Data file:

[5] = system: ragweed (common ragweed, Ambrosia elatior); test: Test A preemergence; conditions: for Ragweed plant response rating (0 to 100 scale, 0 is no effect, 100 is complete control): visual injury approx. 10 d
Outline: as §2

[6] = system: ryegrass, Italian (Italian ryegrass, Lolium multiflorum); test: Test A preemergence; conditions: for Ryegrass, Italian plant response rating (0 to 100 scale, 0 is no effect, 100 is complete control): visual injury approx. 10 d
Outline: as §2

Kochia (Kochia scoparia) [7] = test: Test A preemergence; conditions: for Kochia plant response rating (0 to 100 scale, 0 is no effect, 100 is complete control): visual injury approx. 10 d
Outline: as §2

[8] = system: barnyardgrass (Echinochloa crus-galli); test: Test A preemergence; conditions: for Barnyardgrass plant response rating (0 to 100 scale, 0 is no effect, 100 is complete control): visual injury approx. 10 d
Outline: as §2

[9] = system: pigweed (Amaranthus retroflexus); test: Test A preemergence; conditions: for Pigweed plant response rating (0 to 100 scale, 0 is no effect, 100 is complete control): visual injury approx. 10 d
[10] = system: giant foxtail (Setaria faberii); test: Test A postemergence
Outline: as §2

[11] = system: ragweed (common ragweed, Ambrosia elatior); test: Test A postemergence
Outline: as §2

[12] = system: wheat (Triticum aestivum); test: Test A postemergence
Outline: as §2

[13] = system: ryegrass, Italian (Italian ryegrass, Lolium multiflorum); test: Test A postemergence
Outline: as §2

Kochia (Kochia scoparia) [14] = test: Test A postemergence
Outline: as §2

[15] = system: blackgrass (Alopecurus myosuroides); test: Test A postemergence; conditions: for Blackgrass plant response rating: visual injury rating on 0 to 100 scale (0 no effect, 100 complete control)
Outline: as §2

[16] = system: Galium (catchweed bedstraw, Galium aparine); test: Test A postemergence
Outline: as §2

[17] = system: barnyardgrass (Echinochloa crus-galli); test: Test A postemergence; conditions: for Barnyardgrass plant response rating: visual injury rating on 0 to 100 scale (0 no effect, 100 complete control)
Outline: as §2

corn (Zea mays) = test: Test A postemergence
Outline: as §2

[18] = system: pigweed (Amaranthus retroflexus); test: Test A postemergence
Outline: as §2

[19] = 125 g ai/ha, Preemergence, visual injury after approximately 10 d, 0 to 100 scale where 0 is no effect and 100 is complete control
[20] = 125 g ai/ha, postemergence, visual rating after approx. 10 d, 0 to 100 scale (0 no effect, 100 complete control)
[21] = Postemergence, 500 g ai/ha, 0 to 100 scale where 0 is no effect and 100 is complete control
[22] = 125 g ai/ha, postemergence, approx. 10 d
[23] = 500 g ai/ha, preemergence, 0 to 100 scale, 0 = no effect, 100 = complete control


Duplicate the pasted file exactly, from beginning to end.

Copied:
[5] = system: ragweed (common ragweed, Ambrosia elatior); test: Test A preemergence; conditions: for Ragweed plant response rating (0 to 100 scale, 0 is no effect, 100 is complete control): visual injury approx. 10 d
Outline: as §2

[6] = system: ryegrass, Italian (Italian ryegrass, Lolium multiflorum); test: Test A preemergence; conditions: for Ryegrass, Italian plant response rating (0 to 100 scale, 0 is no effect, 100 is complete control): visual injury approx. 10 d
Outline: as §2

Kochia (Kochia scoparia) [7] = test: Test A preemergence; conditions: for Kochia plant response rating (0 to 100 scale, 0 is no effect, 100 is complete control): visual injury approx. 10 d
Outline: as §2

[8] = system: barnyardgrass (Echinochloa crus-galli); test: Test A preemergence; conditions: for Barnyardgrass plant response rating (0 to 100 scale, 0 is no effect, 100 is complete control): visual injury approx. 10 d
Outline: as §2

[9] = system: pigweed (Amaranthus retroflexus); test: Test A preemergence; conditions: for Pigweed plant response rating (0 to 100 scale, 0 is no effect, 100 is complete control): visual injury approx. 10 d
[10] = system: giant foxtail (Setaria faberii); test: Test A postemergence
Outline: as §2

[11] = system: ragweed (common ragweed, Ambrosia elatior); test: Test A postemergence
Outline: as §2

[12] = system: wheat (Triticum aestivum); test: Test A postemergence
Outline: as §2

[13] = system: ryegrass, Italian (Italian ryegrass, Lolium multiflorum); test: Test A postemergence
Outline: as §2

Kochia (Kochia scoparia) [14] = test: Test A postemergence
Outline: as §2

[15] = system: blackgrass (Alopecurus myosuroides); test: Test A postemergence; conditions: for Blackgrass plant response rating: visual injury rating on 0 to 100 scale (0 no effect, 100 complete control)
Outline: as §2

[16] = system: Galium (catchweed bedstraw, Galium aparine); test: Test A postemergence
Outline: as §2

[17] = system: barnyardgrass (Echinochloa crus-galli); test: Test A postemergence; conditions: for Barnyardgrass plant response rating: visual injury rating on 0 to 100 scale (0 no effect, 100 complete control)
Outline: as §2

corn (Zea mays) = test: Test A postemergence
Outline: as §2

[18] = system: pigweed (Amaranthus retroflexus); test: Test A postemergence
Outline: as §2

[19] = 125 g ai/ha, Preemergence, visual injury after approximately 10 d, 0 to 100 scale where 0 is no effect and 100 is complete control
[20] = 125 g ai/ha, postemergence, visual rating after approx. 10 d, 0 to 100 scale (0 no effect, 100 complete control)
[21] = Postemergence, 500 g ai/ha, 0 to 100 scale where 0 is no effect and 100 is complete control
[22] = 125 g ai/ha, postemergence, approx. 10 d
[23] = 500 g ai/ha, preemergence, 0 to 100 scale, 0 = no effect, 100 = complete control